Date: June 13, 1941
Source: The Guardian
Source: Courtesy of Serge Durflinger
In March 1941, Joan Adams was appointed Senior Commandant of the Women’s Volunteer Reserve Corps.
Excerpts from the interview with Joan Adams (J.A.), conducted by historian Serge Durflinger (S.D.).
S.D.: Let’s talk about the types of women who would join the Women’s Volunteer Corps.
J.A.: Well, we were patriotic. We were feminist, in a sense, in that we believed in marriage and the home. I was single, but that was no fault of mine. My fiancé had been killed. But we were women who loved the children of our families. It was our brothers, our lovers, it was our sons, our nephews, our fathers, our husbands who were facing death. And we would gladly have died to be of service to them.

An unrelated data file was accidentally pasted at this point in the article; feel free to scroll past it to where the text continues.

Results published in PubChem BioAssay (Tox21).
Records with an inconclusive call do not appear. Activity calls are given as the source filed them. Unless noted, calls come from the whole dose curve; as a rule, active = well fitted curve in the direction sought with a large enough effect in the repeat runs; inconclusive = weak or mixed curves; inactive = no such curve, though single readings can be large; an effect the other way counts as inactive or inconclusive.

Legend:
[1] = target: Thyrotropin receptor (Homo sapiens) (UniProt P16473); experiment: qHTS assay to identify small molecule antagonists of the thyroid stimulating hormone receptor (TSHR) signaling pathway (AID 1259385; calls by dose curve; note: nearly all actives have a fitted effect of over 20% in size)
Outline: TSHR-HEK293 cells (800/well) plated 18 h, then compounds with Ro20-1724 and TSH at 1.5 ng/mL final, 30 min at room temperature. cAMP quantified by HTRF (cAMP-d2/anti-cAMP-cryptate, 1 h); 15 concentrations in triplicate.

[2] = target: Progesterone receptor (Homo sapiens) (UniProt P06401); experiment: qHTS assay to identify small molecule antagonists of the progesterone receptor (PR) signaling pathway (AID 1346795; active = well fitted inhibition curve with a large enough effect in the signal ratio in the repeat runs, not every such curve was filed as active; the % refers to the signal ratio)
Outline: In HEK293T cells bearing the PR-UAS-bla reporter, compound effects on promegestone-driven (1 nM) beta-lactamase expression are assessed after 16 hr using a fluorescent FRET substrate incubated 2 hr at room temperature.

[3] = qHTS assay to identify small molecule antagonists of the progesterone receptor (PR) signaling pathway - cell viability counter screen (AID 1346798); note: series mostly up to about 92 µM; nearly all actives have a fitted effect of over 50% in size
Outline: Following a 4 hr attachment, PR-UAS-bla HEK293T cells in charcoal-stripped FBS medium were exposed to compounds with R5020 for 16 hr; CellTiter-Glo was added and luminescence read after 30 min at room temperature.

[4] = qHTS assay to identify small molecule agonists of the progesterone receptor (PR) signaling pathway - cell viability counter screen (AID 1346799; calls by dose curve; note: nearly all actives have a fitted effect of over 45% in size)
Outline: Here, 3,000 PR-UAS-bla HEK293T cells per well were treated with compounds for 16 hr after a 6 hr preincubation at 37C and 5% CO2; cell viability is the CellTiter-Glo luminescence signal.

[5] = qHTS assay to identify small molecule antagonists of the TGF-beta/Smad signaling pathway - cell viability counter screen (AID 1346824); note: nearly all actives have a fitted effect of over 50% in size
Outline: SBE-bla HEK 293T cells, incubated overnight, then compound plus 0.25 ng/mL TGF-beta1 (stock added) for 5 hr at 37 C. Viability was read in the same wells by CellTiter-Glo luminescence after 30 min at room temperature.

J.A.: I suppose there were some who thought it was glamorous, but I didn’t meet them in my command. In my command I met women, some who couldn’t afford the uniform. But they were going to work for us. And we would make it possible for them. Not through the battalion’s fund, but through our own purses, to give them uniforms because they deserved it. It was a wonderful, sacrificing group of people. And we had difficulties. There were times, I think, when I was very aggressive. I would allow no frivolity. Either you wore the uniform of a soldier or you got out of it.
Transcription of the text below the photograph:
Miss Joan R. Adams, commandant of the Women’s Volunteer Reserve Corps, who has justundergone an operation at the Montreal General Hospital. The corps, which she commands, has been very active lately in connection with Victory Loan canvas, parades and the blackout